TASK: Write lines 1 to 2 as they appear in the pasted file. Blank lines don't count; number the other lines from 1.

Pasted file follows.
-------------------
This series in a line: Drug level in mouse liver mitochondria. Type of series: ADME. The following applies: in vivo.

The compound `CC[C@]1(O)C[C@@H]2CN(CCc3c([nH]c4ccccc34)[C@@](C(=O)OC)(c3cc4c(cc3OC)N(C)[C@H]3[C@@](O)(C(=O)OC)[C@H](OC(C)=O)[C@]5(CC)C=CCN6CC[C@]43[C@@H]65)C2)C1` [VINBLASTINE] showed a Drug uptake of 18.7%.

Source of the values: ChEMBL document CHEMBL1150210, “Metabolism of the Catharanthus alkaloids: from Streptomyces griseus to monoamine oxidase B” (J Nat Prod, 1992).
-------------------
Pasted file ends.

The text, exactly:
This series in a line: Drug level in mouse liver mitochondria. Type of series: ADME. The following applies: in vivo.

The compound `CC[C@]1(O)C[C@@H]2CN(CCc3c([nH]c4ccccc34)[C@@](C(=O)OC)(c3cc4c(cc3OC)N(C)[C@H]3[C@@](O)(C(=O)OC)[C@H](OC(C)=O)[C@]5(CC)C=CCN6CC[C@]43[C@@H]65)C2)C1` [VINBLASTINE] showed a Drug uptake of 18.7%.